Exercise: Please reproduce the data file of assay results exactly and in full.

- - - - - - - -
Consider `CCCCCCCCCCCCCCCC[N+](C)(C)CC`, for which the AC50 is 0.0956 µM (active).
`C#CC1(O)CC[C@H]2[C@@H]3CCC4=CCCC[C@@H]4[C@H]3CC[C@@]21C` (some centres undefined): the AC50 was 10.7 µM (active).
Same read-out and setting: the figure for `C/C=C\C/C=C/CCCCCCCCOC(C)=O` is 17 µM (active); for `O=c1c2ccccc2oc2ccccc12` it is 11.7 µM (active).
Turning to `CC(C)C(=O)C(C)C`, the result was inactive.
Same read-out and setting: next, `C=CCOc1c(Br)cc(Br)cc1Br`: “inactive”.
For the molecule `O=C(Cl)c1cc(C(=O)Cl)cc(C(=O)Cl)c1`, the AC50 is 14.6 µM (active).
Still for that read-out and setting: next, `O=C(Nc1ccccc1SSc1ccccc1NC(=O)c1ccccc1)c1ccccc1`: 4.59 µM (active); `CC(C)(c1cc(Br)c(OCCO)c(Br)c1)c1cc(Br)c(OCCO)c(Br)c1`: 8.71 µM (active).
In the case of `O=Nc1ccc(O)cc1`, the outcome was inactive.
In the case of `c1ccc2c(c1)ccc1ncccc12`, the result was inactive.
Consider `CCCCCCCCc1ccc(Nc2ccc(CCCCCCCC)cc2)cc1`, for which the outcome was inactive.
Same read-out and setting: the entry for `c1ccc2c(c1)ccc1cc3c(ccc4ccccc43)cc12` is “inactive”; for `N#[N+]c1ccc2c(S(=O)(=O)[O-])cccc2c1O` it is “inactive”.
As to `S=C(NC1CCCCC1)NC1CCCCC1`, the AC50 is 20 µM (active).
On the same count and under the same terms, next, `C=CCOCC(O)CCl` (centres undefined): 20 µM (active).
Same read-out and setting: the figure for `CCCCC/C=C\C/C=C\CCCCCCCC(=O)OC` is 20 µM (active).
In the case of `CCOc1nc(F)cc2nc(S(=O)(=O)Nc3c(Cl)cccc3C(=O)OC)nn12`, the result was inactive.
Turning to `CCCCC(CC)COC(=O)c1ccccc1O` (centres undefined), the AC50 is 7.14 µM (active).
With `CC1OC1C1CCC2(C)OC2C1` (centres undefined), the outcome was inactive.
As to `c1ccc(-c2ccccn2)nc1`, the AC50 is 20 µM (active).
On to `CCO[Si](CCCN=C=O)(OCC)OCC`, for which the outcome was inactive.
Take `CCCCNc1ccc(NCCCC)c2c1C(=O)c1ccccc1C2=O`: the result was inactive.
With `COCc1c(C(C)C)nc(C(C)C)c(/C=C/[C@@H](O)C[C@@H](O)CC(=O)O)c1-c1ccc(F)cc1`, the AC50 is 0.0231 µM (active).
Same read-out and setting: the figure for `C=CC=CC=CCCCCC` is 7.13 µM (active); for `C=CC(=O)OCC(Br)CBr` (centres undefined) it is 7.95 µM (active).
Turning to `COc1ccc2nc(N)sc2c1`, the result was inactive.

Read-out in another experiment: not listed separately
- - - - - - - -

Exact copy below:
Consider `CCCCCCCCCCCCCCCC[N+](C)(C)CC`, for which the AC50 is 0.0956 µM (active).
`C#CC1(O)CC[C@H]2[C@@H]3CCC4=CCCC[C@@H]4[C@H]3CC[C@@]21C` (some centres undefined): the AC50 was 10.7 µM (active).
Same read-out and setting: the figure for `C/C=C\C/C=C/CCCCCCCCOC(C)=O` is 17 µM (active); for `O=c1c2ccccc2oc2ccccc12` it is 11.7 µM (active).
Turning to `CC(C)C(=O)C(C)C`, the result was inactive.
Same read-out and setting: next, `C=CCOc1c(Br)cc(Br)cc1Br`: “inactive”.
For the molecule `O=C(Cl)c1cc(C(=O)Cl)cc(C(=O)Cl)c1`, the AC50 is 14.6 µM (active).
Still for that read-out and setting: next, `O=C(Nc1ccccc1SSc1ccccc1NC(=O)c1ccccc1)c1ccccc1`: 4.59 µM (active); `CC(C)(c1cc(Br)c(OCCO)c(Br)c1)c1cc(Br)c(OCCO)c(Br)c1`: 8.71 µM (active).
In the case of `O=Nc1ccc(O)cc1`, the outcome was inactive.
In the case of `c1ccc2c(c1)ccc1ncccc12`, the result was inactive.
Consider `CCCCCCCCc1ccc(Nc2ccc(CCCCCCCC)cc2)cc1`, for which the outcome was inactive.
Same read-out and setting: the entry for `c1ccc2c(c1)ccc1cc3c(ccc4ccccc43)cc12` is “inactive”; for `N#[N+]c1ccc2c(S(=O)(=O)[O-])cccc2c1O` it is “inactive”.
As to `S=C(NC1CCCCC1)NC1CCCCC1`, the AC50 is 20 µM (active).
On the same count and under the same terms, next, `C=CCOCC(O)CCl` (centres undefined): 20 µM (active).
Same read-out and setting: the figure for `CCCCC/C=C\C/C=C\CCCCCCCC(=O)OC` is 20 µM (active).
In the case of `CCOc1nc(F)cc2nc(S(=O)(=O)Nc3c(Cl)cccc3C(=O)OC)nn12`, the result was inactive.
Turning to `CCCCC(CC)COC(=O)c1ccccc1O` (centres undefined), the AC50 is 7.14 µM (active).
With `CC1OC1C1CCC2(C)OC2C1` (centres undefined), the outcome was inactive.
As to `c1ccc(-c2ccccn2)nc1`, the AC50 is 20 µM (active).
On to `CCO[Si](CCCN=C=O)(OCC)OCC`, for which the outcome was inactive.
Take `CCCCNc1ccc(NCCCC)c2c1C(=O)c1ccccc1C2=O`: the result was inactive.
With `COCc1c(C(C)C)nc(C(C)C)c(/C=C/[C@@H](O)C[C@@H](O)CC(=O)O)c1-c1ccc(F)cc1`, the AC50 is 0.0231 µM (active).
Same read-out and setting: the figure for `C=CC=CC=CCCCCC` is 7.13 µM (active); for `C=CC(=O)OCC(Br)CBr` (centres undefined) it is 7.95 µM (active).
Turning to `COc1ccc2nc(N)sc2c1`, the result was inactive.

Read-out in another experiment: not listed separately